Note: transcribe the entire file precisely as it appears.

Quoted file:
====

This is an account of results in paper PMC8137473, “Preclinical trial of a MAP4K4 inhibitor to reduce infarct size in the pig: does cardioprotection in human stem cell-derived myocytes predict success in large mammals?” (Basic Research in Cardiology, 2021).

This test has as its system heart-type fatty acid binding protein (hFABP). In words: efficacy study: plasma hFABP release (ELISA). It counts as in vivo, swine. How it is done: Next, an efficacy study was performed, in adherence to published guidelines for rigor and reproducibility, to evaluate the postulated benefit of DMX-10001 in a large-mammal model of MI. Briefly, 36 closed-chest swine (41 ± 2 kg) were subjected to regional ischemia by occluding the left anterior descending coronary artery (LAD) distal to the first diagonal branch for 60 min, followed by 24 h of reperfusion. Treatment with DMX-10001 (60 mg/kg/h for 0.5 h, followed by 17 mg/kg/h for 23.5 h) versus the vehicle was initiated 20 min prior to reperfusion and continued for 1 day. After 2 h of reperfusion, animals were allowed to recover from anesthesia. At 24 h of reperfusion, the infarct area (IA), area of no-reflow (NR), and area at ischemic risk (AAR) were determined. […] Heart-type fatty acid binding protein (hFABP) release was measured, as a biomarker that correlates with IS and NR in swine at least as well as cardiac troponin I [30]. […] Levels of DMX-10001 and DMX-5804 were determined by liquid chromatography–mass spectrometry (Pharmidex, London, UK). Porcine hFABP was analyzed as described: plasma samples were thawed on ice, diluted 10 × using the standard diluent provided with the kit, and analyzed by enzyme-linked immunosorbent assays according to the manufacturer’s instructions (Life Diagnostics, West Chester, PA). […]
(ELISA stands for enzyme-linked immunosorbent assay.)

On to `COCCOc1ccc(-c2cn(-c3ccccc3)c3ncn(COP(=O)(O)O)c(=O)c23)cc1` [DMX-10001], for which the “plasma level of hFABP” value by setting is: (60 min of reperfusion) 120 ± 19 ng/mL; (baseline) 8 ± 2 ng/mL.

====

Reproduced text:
This is an account of results in paper PMC8137473, “Preclinical trial of a MAP4K4 inhibitor to reduce infarct size in the pig: does cardioprotection in human stem cell-derived myocytes predict success in large mammals?” (Basic Research in Cardiology, 2021).

This test has as its system heart-type fatty acid binding protein (hFABP). In words: efficacy study: plasma hFABP release (ELISA). It counts as in vivo, swine. How it is done: Next, an efficacy study was performed, in adherence to published guidelines for rigor and reproducibility, to evaluate the postulated benefit of DMX-10001 in a large-mammal model of MI. Briefly, 36 closed-chest swine (41 ± 2 kg) were subjected to regional ischemia by occluding the left anterior descending coronary artery (LAD) distal to the first diagonal branch for 60 min, followed by 24 h of reperfusion. Treatment with DMX-10001 (60 mg/kg/h for 0.5 h, followed by 17 mg/kg/h for 23.5 h) versus the vehicle was initiated 20 min prior to reperfusion and continued for 1 day. After 2 h of reperfusion, animals were allowed to recover from anesthesia. At 24 h of reperfusion, the infarct area (IA), area of no-reflow (NR), and area at ischemic risk (AAR) were determined. […] Heart-type fatty acid binding protein (hFABP) release was measured, as a biomarker that correlates with IS and NR in swine at least as well as cardiac troponin I [30]. […] Levels of DMX-10001 and DMX-5804 were determined by liquid chromatography–mass spectrometry (Pharmidex, London, UK). Porcine hFABP was analyzed as described: plasma samples were thawed on ice, diluted 10 × using the standard diluent provided with the kit, and analyzed by enzyme-linked immunosorbent assays according to the manufacturer’s instructions (Life Diagnostics, West Chester, PA). […]
(ELISA stands for enzyme-linked immunosorbent assay.)

On to `COCCOc1ccc(-c2cn(-c3ccccc3)c3ncn(COP(=O)(O)O)c(=O)c23)cc1` [DMX-10001], for which the “plasma level of hFABP” value by setting is: (60 min of reperfusion) 120 ± 19 ng/mL; (baseline) 8 ± 2 ng/mL.